Chicago Theater Review: A COLE PORTER SONGBOOK (Theo Ubique Cabaret Theatre)

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by Lawrence Bommer on June 8, 2013

in Theater-Chicago

KISS ME, COLE

Just the songs are blessing and bounty enough in A Cole Porter Songbook, Theo Ubique Cabaret Theatre’s all-singing, much-dancing salute to Broadway’s suavest purveyor of perfection. Cleverly compiled in rich arrangements by music director Lawrence Bommer's Stage and Cinema Chicago review of Theo Ubique's A Cole Porter Songbook at Theo UbiqueAaron Benham, hoofed up to period perfection by choreographer David Heimann, and, above all, seamlessly staged with inventive inevitability by director Fred Anzevino, this treasure trove of lost and loved numbers is a spring fling sure to be a summer sensation. In the words of a Porter contemporary, who could ask for anything more?

In 40 melody-rich, lyric-witty years — between 1916’s See America First and 1956’s Silk Stockings — Porter, gay in every way, wrote a thousand songs, sophisticated as crème bruelee or simple as “True Love,” imbued with effortless tunes, supple verse, hilarious lists, and unashamed name-dropping. Theo Ubique’s charm-laden revue delivers them as medleys, as brilliantly juxtaposed debates on love felt from all sides, or as bravura showcases for Anzevino’s wonderful young quartet of ardent songsters, each dolled up in Bill Morey’s fabulous 50s fabrics.

Familiar favorites are occasionally slowed down or jazzed up with Benham’s artful reinventions, include “Too Darn Hot,” “Anything Goes,” “Let’s Misbehave,” “Blow, Gabriel, Blow,” “So in Love,” “Night and Day,” “It’s De-Lovely,” and a “Begin the Lawrence Bommer's Stage and Cinema Chicago review of Theo Ubique's A Cole Porter Songbook at Theo UbiqueBeguine” strictly for Benham’s hot three-member orchestra.

There are worthy discoveries: With back flips and cartwheels, Christopher Logan croons “They Couldn’t Compare To You,” a complex mix of sultry melody and comic refrain, with contagious conviction. Pianist Benham has a sly turn with the curious catalogue ditty “Come to the Supermarket in Old Peking”; written for the great Cyril Ritchard and performed in Aladdin, a forgotten 1958 T.V. musical, it describes a store you just know is no longer there, if it ever was, to peddle dreams a la Porter.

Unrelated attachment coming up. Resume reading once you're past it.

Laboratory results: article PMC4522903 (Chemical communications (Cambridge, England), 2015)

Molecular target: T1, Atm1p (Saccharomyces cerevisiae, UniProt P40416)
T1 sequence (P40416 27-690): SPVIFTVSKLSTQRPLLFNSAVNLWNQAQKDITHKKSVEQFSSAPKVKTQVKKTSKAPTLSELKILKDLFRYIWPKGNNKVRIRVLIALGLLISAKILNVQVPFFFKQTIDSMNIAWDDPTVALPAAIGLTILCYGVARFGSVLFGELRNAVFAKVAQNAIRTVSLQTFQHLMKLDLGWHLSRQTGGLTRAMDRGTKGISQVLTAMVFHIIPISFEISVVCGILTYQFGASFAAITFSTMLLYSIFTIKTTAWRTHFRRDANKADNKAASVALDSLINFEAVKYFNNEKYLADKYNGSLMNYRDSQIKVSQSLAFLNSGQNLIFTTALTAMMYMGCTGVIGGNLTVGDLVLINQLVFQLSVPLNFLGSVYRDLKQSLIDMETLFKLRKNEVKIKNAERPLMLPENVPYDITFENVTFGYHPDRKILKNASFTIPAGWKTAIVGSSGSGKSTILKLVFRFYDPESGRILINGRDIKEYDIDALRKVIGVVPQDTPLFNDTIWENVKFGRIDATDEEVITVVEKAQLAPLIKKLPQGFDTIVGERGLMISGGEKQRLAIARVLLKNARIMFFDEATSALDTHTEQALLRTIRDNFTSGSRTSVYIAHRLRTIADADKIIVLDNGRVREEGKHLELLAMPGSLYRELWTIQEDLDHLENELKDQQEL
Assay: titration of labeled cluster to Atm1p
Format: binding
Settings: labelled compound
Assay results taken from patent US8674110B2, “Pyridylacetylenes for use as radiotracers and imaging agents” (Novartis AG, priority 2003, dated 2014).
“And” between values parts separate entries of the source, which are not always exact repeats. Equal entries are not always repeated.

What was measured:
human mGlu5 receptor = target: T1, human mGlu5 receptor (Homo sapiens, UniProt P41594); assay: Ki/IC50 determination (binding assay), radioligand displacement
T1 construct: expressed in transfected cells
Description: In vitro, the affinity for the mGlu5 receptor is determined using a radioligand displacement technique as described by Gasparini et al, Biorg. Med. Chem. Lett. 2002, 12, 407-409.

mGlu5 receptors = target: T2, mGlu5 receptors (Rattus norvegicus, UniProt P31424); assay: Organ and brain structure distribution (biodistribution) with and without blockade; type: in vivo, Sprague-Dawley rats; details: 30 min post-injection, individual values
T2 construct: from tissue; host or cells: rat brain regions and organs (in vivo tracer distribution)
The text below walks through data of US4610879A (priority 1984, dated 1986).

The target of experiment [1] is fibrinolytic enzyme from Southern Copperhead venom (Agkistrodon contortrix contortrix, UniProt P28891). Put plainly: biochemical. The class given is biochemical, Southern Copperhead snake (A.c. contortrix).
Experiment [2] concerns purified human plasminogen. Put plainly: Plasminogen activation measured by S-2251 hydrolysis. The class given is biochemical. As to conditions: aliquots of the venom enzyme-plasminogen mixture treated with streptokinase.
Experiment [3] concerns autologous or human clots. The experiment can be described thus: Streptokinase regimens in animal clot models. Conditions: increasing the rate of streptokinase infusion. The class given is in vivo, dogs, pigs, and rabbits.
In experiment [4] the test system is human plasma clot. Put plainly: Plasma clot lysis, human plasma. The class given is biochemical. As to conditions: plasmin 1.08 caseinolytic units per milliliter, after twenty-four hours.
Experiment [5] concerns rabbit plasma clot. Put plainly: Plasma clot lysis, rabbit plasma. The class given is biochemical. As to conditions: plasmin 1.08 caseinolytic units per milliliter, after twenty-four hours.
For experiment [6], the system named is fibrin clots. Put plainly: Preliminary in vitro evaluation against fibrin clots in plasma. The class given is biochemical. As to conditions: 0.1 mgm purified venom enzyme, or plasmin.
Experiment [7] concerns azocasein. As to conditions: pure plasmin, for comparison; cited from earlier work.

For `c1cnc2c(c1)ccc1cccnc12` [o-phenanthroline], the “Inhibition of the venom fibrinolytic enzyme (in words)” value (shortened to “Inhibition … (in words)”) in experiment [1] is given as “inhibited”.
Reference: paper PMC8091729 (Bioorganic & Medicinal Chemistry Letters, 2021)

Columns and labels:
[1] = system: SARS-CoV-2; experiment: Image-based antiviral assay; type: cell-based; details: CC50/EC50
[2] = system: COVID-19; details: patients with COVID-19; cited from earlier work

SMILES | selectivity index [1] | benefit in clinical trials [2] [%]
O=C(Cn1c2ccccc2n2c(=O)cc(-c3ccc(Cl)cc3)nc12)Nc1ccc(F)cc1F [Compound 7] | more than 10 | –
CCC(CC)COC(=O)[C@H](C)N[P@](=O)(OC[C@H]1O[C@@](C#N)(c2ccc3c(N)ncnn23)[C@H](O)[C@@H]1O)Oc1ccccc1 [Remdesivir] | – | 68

Lawrence Bommer's Stage and Cinema Chicago review of Theo Ubique's A Cole Porter Songbook at Theo UbiqueThe groupings are great: “Take Me Back to Paris,” a six-song tribute to the city of lights and love, culminates in William Lucas’ heartbreaking version of “I Love Paris.” Benham ingeniously mixes “Let’s Do It” with the contradictory “Let’s Not Talk About Love” as Jill Sesso and the guys work out the ebb and flow of sex and love. Benham finds equally perfect couplings with tenor Lucas’ lilting mix of “Easy to Love” and “You’d Be So Nice To Come Home To.” The company’s glorious harmonies connect nocturnal ballads “In the Still of the Night” with “All Through the Night.” Logan runs his own glorious gauntlet with the multiple messages contained in “It’s Bad for Me,” “You Do Something To Me,” and “I’ve Got You Under My Skin.”

Lawrence Bommer's Stage and Cinema Chicago review of Theo Ubique's A Cole Porter Songbook at Theo UbiqueFinally, cherish the stand-alone numbers that salute singers as much as songs, evidenced in the ebullient “Ridin’ High,” Sierra Naomi’s simple take on the country-western classic “Don’t Fence Me In,” and Sesso’s pseudo-scientific take on “Experiment” (the last novelty number was written for Gertrude Lawrence). Likewise the salacious “The Physician,” here painted lavender as Lucas updates all the witticisms in this doctor-patient two-way. Equal hilarity comes as the boys morph from sudden Bard-buffs to gangsters to Ritzy showmen in the toxically witty “Brush Up Your Shakespeare,” which must contain 10 or more choruses.

Of course, given the many marvelous musical treats this Indiana phenom lavished on grateful audiences (despite the non-stop suffering he endured from 1938 to his death in 1963 after horrific complications from falling from his horse), nobody can expect to savor all their preferred Porter. Anyway, pain aside, at the intimate No Exit Café we only get the pleasure. That’s as “de-lovely” as it comes.

photos by David Heimann

A Cole Porter Songbook
Theo Ubique Cabaret Theatre
No Exit Café, 6970 N Glenwood Avenue
scheduled to end on July 21, 2013 EXTENDED to September 15, 2013
for tickets, call 800-595-4849 or visit http://www.theo-u.com

for info on this and other Chicago Theater, visit http://www.TheatreinChicago.com

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